Lindsey Oil Refinery
Lindsey Oil Refinery is a Total owned oil refinery on Eastfield Road in North Killingholme, North Lincolnshire, England. It lies immediately north of the Humber Refinery owned by rival oil company ConocoPhillips, being north of the railway line to Immingham Docks. The former RAF North Killingholme is a mile to the west. The Immingham Power Station, owned by ConocoPhillips, is next door to the north, which provides the electricity and heat for the fractionation processes.

History and operation
The refinery entered service in May 1968 as a joint project between Total and Fina and currently employs a permanent staff of around 500, as well as several hundred contractors on site, rising to up to several thousand during major turnaround and maintenance projects. It is named after the former Lindsey pre-1974 local government area of Lincolnshire. In 1999, Total took full control of the plant, when it bought Fina. It processes approximately 10,000,000 tons of crude oil per year, or 200,000 barrells per day via two pipelines. This makes Lindsey Britain's third largest oil refinery. It produces around 35 types of product. Crude oil is imported via two pipelines, connecting the 1,000-metre jetty five miles away at Immingham Dock, to the refinery.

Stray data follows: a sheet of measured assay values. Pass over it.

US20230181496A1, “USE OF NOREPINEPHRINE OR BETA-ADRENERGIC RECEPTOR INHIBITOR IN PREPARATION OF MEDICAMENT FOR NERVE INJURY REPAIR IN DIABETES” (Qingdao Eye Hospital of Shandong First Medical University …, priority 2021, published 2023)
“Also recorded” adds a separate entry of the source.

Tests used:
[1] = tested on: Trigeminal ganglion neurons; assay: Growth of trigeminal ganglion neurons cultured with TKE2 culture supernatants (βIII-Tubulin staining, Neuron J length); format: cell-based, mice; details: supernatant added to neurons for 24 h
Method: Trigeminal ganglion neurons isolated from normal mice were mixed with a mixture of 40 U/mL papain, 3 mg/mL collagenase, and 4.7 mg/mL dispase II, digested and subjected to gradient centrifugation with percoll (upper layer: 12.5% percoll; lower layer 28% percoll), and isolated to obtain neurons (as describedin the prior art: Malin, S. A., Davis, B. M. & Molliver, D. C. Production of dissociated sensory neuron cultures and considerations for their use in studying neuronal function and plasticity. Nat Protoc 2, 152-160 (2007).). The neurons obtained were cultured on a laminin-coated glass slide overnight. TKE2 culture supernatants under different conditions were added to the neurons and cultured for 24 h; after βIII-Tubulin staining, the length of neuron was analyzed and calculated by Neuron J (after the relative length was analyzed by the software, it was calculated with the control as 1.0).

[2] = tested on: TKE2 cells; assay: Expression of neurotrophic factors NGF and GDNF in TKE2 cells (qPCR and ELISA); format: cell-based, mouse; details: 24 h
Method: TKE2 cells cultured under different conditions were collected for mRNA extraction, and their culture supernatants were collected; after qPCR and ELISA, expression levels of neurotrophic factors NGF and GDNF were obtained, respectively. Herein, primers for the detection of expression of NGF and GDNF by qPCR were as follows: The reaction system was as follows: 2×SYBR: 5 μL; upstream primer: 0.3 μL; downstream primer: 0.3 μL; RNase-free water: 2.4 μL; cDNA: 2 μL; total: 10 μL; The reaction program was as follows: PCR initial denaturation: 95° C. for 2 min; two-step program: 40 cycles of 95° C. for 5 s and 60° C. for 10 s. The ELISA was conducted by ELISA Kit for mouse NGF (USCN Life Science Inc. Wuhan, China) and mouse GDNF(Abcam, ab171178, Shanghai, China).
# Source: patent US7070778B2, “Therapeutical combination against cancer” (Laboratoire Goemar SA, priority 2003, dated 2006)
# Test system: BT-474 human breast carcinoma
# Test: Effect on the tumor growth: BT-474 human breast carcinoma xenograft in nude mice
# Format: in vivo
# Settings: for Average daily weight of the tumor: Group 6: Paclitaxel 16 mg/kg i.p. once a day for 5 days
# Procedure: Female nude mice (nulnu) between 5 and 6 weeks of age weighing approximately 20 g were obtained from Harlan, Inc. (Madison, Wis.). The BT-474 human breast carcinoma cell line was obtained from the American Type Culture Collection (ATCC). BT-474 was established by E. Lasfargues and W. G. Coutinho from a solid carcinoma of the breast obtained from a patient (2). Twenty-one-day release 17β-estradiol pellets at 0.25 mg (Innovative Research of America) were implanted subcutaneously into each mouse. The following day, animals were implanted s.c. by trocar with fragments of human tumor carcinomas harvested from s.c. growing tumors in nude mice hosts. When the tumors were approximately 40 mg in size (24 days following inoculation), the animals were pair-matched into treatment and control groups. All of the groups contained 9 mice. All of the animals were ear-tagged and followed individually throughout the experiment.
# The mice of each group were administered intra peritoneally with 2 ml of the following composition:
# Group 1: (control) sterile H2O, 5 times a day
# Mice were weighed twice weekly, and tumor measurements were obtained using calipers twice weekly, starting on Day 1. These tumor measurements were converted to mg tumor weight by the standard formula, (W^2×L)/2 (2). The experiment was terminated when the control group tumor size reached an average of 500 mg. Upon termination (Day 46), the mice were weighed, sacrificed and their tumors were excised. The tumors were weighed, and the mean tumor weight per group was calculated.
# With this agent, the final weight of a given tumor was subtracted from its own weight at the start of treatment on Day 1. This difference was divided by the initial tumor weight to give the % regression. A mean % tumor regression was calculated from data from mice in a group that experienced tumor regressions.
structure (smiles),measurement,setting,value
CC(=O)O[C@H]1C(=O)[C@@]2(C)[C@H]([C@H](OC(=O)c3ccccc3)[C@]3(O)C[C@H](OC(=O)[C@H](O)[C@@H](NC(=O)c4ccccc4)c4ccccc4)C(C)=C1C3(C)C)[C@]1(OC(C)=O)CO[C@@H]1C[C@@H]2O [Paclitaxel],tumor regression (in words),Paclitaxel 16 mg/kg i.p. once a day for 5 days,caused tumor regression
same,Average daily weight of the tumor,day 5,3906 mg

Production units
In the 1980s, a fluid catalytic cracker, an alkylation unit, a visbreaker, and an MTBE ( Methyl tert-butyl ether) unit (for high octane petrol) were added. In 2007, a distillate hydrotreater (HDS) was built. A hydrogen production unit (a steam methane reformer for the hydrotreater process) is being built, for completion in 2009. The new plant will provide sulphur-free diesel and mean different types of crude oil can be processed, that can be made in a conventional catalytic cracker or hydrocracker. It was built from June 2008-June 2009 by Jacobs Engineering.

2009 workers dispute
On 28 January 2009, approximately 800 of Lindsey Oil Refinery's local contractors went on strike following the appointment by the Italian construction contractor IREM of several hundred European (mainly Italian and Portuguese) contractors on the site at a time of high unemployment in the local and global economy. The action attracted considerable media interest. On 19 June, it was noted that more than 900 workers have been sacked from the refinery due to recent walkouts but were reinstated after a further strike. Following on from the poor industrial record at the plant, the following headline appeared in the Daily Telegraph on 21 April 2010: Around 500 workers at the Lindsey oil refinery face new uncertainty over their future after Total said it needs to sell the site

2010 disaster
On Tuesday 29 June 2010, a fire broke out at the plant, killing one 24-year-old worker and injuring two others. The fire was believed to have originated a superheated industrial heater near the site. Total reported that firefighters had found traces of asbestos in the refinery's crude oil distillation unit three days after the initial explosion.

Local impact
The refinery's presence causes a considerable amount traffic to pass through the village of North Killingholme at the time of work shifts commencing and ending. This has caused some disputes with the refinery's neighbouring community. In December 2004, Total were fined £12,500 for allowing 60,000 litres of crude oil to leak into the Humber estuary.